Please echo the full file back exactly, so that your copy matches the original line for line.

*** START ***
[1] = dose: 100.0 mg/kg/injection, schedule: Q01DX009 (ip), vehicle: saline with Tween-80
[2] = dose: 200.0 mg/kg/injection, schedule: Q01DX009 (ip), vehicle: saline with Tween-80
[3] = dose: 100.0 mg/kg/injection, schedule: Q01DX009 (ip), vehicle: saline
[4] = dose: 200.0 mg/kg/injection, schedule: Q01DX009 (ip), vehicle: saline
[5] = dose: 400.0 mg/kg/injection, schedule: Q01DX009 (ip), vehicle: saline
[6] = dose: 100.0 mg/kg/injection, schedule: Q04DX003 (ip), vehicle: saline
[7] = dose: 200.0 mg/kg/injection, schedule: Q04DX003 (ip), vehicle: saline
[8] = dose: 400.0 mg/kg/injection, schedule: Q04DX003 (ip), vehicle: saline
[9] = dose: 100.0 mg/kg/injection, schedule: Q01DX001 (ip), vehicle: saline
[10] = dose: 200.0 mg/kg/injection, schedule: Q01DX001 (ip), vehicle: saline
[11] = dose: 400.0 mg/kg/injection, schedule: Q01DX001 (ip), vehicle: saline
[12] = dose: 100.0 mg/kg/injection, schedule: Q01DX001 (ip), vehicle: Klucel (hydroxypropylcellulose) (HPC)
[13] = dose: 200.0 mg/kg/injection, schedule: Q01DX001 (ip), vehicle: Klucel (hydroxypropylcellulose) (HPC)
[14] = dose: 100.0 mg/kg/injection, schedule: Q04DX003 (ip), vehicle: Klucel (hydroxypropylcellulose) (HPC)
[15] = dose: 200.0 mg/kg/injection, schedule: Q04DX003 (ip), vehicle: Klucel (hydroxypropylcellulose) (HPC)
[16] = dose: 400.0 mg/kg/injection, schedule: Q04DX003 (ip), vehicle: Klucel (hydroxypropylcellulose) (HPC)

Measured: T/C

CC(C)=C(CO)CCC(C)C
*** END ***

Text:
[1] = dose: 100.0 mg/kg/injection, schedule: Q01DX009 (ip), vehicle: saline with Tween-80
[2] = dose: 200.0 mg/kg/injection, schedule: Q01DX009 (ip), vehicle: saline with Tween-80
[3] = dose: 100.0 mg/kg/injection, schedule: Q01DX009 (ip), vehicle: saline
[4] = dose: 200.0 mg/kg/injection, schedule: Q01DX009 (ip), vehicle: saline
[5] = dose: 400.0 mg/kg/injection, schedule: Q01DX009 (ip), vehicle: saline
[6] = dose: 100.0 mg/kg/injection, schedule: Q04DX003 (ip), vehicle: saline
[7] = dose: 200.0 mg/kg/injection, schedule: Q04DX003 (ip), vehicle: saline
[8] = dose: 400.0 mg/kg/injection, schedule: Q04DX003 (ip), vehicle: saline
[9] = dose: 100.0 mg/kg/injection, schedule: Q01DX001 (ip), vehicle: saline
[10] = dose: 200.0 mg/kg/injection, schedule: Q01DX001 (ip), vehicle: saline
[11] = dose: 400.0 mg/kg/injection, schedule: Q01DX001 (ip), vehicle: saline
[12] = dose: 100.0 mg/kg/injection, schedule: Q01DX001 (ip), vehicle: Klucel (hydroxypropylcellulose) (HPC)
[13] = dose: 200.0 mg/kg/injection, schedule: Q01DX001 (ip), vehicle: Klucel (hydroxypropylcellulose) (HPC)
[14] = dose: 100.0 mg/kg/injection, schedule: Q04DX003 (ip), vehicle: Klucel (hydroxypropylcellulose) (HPC)
[15] = dose: 200.0 mg/kg/injection, schedule: Q04DX003 (ip), vehicle: Klucel (hydroxypropylcellulose) (HPC)
[16] = dose: 400.0 mg/kg/injection, schedule: Q04DX003 (ip), vehicle: Klucel (hydroxypropylcellulose) (HPC)

Measured: T/C

CC(C)=C(CO)CCC(C)C